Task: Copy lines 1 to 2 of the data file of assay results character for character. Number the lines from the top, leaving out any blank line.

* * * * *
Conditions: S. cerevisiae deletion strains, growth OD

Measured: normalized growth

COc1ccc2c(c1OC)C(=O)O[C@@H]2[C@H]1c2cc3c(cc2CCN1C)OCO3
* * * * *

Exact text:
Conditions: S. cerevisiae deletion strains, growth OD

Measured: normalized growth